Language is, in many respects, subjective, and adjectives in particular are always up for interpretation. A “short” haircut can mean something very different to a salongoer and their hairdresser; “simple” instructions for flatpack furniture clearly read differently to many retailers than they do folks tasked with assembling their bookcases or nesting tables. Descriptions of scale can be a challenge, specifically — which the San Miguel Sheriff’s Office in Telluride, Colorado has now learned the “hard” way after a tweet advising a road hazard went viral. (Don’t worry, the burns were “soft.”)
On Monday, a Twitter account for the sheriff’s office tweeted a helpful alert about a fallen boulder that had completely blocked the east-bound lane on Colorado’s Highway 145. But the description of said boulder is what took the Internet by storm.
“Large boulder the size of a small boulder is completely blocking east-bound lane Highway 145 mm78 at Silverpick Rd,” the tweet read. “Please use caution and watch for emergency vehicles in the area.”
In a statement Tuesday morning, a representative for the San Miguel Sheriff’s Office tells TIME that “we [wish] we had deliberately used humor to get motorists to be more aware and watchful for rocks on the highway, but it was a mistake.” (It was also perfect.)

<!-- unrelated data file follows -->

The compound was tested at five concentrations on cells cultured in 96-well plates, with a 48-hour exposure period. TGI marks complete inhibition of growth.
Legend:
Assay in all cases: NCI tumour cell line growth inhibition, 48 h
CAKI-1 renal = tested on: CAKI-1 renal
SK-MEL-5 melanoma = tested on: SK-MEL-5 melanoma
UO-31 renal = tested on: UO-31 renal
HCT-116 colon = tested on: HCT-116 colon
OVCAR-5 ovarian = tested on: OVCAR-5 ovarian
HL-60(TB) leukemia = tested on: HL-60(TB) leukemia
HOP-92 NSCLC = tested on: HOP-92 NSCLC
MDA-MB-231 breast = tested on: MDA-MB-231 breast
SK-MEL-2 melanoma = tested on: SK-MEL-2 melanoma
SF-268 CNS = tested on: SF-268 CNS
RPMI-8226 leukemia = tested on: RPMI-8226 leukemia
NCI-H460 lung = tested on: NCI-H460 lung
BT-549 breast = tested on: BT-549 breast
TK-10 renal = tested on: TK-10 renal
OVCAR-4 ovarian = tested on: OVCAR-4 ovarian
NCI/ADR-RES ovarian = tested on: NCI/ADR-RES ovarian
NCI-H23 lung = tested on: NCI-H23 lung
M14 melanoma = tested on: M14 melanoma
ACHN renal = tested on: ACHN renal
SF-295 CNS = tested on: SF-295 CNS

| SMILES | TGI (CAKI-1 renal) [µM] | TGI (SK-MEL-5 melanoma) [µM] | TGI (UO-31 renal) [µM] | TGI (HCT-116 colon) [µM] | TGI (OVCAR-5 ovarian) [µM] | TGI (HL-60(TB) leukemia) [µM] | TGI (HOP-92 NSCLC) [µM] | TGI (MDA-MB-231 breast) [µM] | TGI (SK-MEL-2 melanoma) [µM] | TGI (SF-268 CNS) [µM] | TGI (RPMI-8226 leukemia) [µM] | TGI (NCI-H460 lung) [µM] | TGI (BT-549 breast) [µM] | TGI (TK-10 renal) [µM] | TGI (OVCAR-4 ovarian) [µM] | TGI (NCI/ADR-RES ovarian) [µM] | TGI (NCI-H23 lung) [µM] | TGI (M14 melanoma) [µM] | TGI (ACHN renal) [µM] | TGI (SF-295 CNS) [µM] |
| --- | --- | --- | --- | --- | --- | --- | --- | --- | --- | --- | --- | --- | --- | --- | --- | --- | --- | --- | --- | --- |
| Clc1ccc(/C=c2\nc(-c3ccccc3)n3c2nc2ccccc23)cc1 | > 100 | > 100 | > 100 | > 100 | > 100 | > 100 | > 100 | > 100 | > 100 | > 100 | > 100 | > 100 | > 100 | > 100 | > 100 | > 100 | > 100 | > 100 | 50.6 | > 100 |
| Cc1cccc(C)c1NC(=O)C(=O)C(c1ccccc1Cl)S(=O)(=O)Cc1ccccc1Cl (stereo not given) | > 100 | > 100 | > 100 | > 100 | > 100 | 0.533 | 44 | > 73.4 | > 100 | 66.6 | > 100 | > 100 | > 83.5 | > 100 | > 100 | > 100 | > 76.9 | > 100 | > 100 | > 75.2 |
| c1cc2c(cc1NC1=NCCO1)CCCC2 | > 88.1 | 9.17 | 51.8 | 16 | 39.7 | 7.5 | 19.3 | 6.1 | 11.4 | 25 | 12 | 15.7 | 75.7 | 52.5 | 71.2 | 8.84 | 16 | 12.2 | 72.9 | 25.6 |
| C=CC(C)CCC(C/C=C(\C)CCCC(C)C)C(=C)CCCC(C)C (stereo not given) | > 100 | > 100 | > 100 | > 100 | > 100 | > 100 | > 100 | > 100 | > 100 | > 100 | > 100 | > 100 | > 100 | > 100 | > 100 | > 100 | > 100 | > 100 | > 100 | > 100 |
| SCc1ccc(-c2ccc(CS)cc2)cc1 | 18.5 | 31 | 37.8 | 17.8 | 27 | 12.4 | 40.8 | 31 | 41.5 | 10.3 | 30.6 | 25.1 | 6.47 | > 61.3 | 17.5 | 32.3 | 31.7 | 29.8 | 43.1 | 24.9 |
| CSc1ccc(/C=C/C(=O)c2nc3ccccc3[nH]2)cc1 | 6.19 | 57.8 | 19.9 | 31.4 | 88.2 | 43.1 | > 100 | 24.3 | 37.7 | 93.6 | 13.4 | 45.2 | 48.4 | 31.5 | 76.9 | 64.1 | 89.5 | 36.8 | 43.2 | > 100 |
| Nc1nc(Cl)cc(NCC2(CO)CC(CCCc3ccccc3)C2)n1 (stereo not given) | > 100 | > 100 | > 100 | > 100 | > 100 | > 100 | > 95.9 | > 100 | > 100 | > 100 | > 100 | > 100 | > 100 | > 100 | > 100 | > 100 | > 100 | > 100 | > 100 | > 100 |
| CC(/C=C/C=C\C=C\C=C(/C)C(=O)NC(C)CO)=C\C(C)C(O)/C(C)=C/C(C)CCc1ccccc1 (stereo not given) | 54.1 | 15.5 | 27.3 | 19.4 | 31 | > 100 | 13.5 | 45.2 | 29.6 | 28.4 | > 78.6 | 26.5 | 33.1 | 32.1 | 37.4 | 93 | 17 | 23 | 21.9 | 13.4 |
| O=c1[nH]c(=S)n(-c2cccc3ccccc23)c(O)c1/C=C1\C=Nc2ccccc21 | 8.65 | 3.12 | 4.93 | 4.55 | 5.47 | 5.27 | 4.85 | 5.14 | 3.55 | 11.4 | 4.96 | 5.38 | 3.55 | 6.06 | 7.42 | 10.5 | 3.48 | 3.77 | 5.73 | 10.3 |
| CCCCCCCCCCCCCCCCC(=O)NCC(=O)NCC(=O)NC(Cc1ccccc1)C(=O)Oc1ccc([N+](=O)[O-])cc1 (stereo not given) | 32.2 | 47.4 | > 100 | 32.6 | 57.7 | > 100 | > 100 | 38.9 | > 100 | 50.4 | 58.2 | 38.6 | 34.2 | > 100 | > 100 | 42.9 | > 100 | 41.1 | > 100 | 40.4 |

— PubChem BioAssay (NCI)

“The tweet should have read ‘the size of a small car,’” rather than the “small boulder,” the statement continued.
Still, people quickly jumped on the ingenious, if contradictory description of the rock that was simultaneously large and small. “I say we name it….wait for it. . . . . . . . . . . Biggie Smalls,” one account tweeted, and in this case it is fair to throw out even a superlative and say that’s the best response possible.
The sheriff’s office tweeted about the rock two more times Monday, offering updates into officials’ work to clear the highway lane with a snow plow.
The Sheriff’s Office also helpfully gave us an estimation of how big a “large boulder the size of a small boulder” actually is. In a tweet, its dimensions and weight were given at “approximately 4ftx4ftx4ft (64 cubic ft)” and and “about 10,000lbs.”
As one Twitter user put it: “Wow, look at the sizes of that thing.”
Correction, Jan. 29
The original version of this story misstated what Twitter user @AddySachs said about the boulder. He said “look at the sizes of that thing,” not “look at the size of that thing.”
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